For additional information about Alkaptonuria, including patient and caregiver resources, research updates, and news, individuals can visit the GARD website or contact the GARD Information Center directly via phone or email. The GARD Information Center is staffed by experienced information specialists who are available to answer questions and provide assistance.

Patient Support and Advocacy Resources

Alkaptonuria is a rare genetic condition that affects connective tissues. There are a number of patient support and advocacy resources available for individuals and families affected by this rare disease.

  • Alkaptonuria Society: This organization is dedicated to providing information and support to individuals with alkaptonuria and their families. They offer resources on genetic testing, the causes and inheritance of alkaptonuria, and additional information about the condition.
  • X-linked Alkaptonuria Consortium (X-LAK): X-LAK is a scientific research center that focuses on studying alkaptonuria and related genetic diseases. They conduct clinical trials and research studies to learn more about the condition and develop new treatments.
  • OMIM: Online Mendelian Inheritance in Man (OMIM) is a catalog of human genes and genetic disorders. Their database includes information about alkaptonuria, including the associated genes and inheritance pattern.
  • PubMed: PubMed is a database of scientific research articles. Searching for “alkaptonuria” on PubMed can provide you with additional information on the latest studies and scientific advancements in the field.

It is important for individuals with alkaptonuria and their families to connect with patient support and advocacy resources. These organizations can provide valuable information, emotional support, and resources for genetic testing and clinical trials.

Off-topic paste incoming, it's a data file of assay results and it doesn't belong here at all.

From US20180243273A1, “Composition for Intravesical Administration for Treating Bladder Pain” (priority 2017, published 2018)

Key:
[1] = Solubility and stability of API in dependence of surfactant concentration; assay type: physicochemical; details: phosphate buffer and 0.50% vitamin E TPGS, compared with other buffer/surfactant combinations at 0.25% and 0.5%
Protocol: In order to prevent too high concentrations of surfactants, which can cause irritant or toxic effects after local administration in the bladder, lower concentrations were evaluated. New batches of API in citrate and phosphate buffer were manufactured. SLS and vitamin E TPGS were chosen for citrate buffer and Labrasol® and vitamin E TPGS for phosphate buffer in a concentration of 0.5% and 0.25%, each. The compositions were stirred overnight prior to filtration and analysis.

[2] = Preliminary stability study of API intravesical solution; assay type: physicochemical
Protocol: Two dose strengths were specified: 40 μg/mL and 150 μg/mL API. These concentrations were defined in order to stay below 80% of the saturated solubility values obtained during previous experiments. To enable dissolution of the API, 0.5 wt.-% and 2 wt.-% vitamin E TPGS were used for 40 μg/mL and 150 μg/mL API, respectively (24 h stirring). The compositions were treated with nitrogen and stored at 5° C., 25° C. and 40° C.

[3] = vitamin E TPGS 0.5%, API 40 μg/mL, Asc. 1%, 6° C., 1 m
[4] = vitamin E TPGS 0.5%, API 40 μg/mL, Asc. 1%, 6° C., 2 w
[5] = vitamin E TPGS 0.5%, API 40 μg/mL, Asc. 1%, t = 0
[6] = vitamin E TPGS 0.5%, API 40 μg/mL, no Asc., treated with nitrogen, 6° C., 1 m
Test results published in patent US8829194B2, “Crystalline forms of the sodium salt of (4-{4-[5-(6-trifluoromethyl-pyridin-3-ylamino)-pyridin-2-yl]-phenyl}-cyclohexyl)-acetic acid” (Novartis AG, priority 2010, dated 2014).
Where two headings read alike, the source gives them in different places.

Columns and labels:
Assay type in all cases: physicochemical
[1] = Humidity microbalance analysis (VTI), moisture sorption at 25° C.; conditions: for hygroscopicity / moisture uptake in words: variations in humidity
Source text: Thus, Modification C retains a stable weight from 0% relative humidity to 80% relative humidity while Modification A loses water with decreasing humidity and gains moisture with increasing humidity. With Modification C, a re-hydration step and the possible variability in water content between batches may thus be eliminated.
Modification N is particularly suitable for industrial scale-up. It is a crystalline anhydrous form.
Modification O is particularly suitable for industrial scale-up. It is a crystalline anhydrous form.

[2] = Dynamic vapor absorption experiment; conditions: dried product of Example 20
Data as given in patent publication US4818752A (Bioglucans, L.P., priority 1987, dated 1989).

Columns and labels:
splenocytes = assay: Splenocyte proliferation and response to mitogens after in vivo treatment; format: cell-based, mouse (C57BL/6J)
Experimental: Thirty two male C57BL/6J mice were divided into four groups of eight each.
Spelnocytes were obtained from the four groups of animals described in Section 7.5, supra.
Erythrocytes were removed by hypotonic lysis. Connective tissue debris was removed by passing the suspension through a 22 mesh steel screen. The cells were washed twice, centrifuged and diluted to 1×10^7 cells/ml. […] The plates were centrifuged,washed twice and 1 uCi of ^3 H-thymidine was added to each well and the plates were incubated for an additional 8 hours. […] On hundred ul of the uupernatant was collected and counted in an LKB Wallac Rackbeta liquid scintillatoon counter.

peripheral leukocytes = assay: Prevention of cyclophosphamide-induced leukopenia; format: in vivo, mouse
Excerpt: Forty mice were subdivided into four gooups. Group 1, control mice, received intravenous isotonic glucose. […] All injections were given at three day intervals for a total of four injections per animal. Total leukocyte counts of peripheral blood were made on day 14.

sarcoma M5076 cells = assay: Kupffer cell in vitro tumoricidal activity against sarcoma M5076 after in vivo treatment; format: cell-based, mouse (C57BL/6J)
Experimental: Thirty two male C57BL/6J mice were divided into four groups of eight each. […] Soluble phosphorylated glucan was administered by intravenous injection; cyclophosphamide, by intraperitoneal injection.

Research Studies from ClinicalTrials.gov

The scientific community is constantly conducting research studies to learn more about the condition of alkaptonuria. ClinicalTrials.gov is a valuable resource for finding information on ongoing studies related to this genetic disease.

See also  AR gene

Alkaptonuria is a rare, genetic condition that causes the body to produce a buildup of a substance called homogentisic acid. This acid can accumulate in various tissues of the body, leading to a range of symptoms and complications.

ClinicalTrials.gov provides a catalog of research studies focused on alkaptonuria, as well as other connective tissue diseases. Through this resource, patients and their families can find information about clinical trials, genetic testing, and other studies aimed at understanding and managing this condition.

These research studies not only provide valuable information about the causes, frequency, and inheritance of alkaptonuria, but also support advocacy groups and patient resources. ClinicalTrials.gov offers a comprehensive database of clinical trials, articles, and references related to alkaptonuria, providing additional information for those seeking to learn more about this condition.

In addition to ClinicalTrials.gov, another valuable resource for information on alkaptonuria is OMIM (Online Mendelian Inheritance in Man). OMIM provides genetic information, gene names, and associated articles for various diseases, including alkaptonuria.

By accessing these resources, patients and their families can stay informed about the latest research studies and clinical trials focused on alkaptonuria. This information can help empower individuals with alkaptonuria to better understand their condition, connect with support networks, and explore potential treatment options.

Catalog of Genes and Diseases from OMIM